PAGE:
The U.S. Treasury agency tasked with tackling the country’s most complex domestic and international money laundering investigations is losing its longtime leader next month in the face of falling budgets and staff, and rising political pressure and congressional scrutiny.
The head of the Internal Revenue Service’s Criminal Investigation Division (IRS-CI), Richard Weber, is stepping down after five years to take a new position as head of financial crimes compliance for an international bank. The transition comes amid increasingly severe budget cuts for the agency that have brought the number of special agents down to levels not seen since the 1950s.
The move will be another difficult blow to IRS-CI on many levels, as Weber brought in a new energy and urgency to investigations after getting his “dream job,” according to a colleague. He added that under his leadership the division expanded its cases more forcefully into the cyber realm, finalized cases of grand corruption with the soccer body FIFA, and kept the pressure on tax evasion by shepherding a Swiss bank settlement program.
Though Weber has seen successes in pushing into new focus areas for IRS-CI, such as cybercrime, virtual currencies and using current money laundering laws more effectively, that has not stopped IRS-CI – and IRS main – from being savaged by budget cuts and raising the ire of Congress through what has been called the tax-exempt charities scandal for the treatment of conservative groups in 2015.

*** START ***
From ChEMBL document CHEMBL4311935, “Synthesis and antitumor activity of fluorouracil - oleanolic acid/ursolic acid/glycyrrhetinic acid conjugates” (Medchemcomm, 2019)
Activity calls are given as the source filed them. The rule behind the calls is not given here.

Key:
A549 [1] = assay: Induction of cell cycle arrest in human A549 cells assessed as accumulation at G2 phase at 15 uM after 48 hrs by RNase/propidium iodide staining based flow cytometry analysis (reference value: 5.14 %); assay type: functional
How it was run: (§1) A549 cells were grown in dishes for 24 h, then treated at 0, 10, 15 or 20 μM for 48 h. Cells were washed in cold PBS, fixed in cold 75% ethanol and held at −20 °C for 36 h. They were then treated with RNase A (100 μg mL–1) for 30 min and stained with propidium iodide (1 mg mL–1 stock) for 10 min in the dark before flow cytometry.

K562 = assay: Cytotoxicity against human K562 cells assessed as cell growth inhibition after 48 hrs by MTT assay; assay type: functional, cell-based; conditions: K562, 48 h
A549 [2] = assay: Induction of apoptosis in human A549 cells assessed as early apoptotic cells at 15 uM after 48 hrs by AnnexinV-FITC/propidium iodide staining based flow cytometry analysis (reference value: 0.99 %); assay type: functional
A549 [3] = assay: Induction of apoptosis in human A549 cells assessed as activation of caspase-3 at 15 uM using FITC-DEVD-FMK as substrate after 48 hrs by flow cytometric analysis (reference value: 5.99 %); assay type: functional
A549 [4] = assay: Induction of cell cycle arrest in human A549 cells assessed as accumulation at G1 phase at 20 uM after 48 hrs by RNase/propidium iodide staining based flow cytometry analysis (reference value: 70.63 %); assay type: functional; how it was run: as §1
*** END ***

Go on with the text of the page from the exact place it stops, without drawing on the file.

Though less publicly recognized than counterparts in agencies like the FBI, IRS-CI agents are among the most formidable financial crime investigators in US law enforcement. Their work has underpinned any number of major enforcement actions, from cases against virtual currency exchanges to kleptocrats, and agents have a long history of getting investigative results in complex cases.
From the outset of his time with CI, Weber sought to inject his investigators with a greater sense of purpose, have even more passion for their cases and grow pride for their accomplishments. It was work he validated in ways large and small through various awards initiatives and one-on-one chats at all levels, discussions which restored his spirit, say former colleagues.
But Weber took that same passion to those disagreeing with his ideas and initiatives, with some noting he could chafe when challenged.
Getting into bank anti-money laundering (AML) compliance would be Weber’s first foray into the private sector after more than 20 years of serving at the state and federal levels in investigations and prosecutions of illicit acts across the spectrum of financial crime.